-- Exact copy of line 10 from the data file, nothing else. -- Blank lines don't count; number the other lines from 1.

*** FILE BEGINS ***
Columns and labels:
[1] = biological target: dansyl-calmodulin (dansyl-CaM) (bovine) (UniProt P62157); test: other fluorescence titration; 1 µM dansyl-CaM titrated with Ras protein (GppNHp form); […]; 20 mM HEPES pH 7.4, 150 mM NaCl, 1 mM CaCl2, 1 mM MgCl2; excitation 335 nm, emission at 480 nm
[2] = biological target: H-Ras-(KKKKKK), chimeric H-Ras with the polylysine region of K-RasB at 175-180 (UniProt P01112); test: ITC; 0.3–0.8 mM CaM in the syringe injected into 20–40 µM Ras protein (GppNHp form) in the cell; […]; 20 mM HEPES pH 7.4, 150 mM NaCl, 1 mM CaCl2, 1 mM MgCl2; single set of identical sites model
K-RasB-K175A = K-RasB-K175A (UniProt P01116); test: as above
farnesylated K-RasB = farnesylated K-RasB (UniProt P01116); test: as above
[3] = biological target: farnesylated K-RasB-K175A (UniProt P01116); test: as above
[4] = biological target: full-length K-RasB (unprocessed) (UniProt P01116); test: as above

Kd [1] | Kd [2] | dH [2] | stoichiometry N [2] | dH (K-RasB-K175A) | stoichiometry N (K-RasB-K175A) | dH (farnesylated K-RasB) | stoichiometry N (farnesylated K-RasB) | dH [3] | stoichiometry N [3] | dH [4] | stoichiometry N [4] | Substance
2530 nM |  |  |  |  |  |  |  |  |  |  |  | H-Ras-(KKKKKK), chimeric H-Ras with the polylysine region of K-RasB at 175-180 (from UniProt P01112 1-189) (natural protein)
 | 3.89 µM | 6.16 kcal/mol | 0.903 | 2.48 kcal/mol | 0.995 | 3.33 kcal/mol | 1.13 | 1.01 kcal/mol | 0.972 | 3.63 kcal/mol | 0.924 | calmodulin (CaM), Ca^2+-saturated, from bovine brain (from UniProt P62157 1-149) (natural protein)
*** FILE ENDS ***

 | 3.89 µM | 6.16 kcal/mol | 0.903 | 2.48 kcal/mol | 0.995 | 3.33 kcal/mol | 1.13 | 1.01 kcal/mol | 0.972 | 3.63 kcal/mol | 0.924 | calmodulin (CaM), Ca^2+-saturated, from bovine brain (from UniProt P62157 1-149) (natural protein)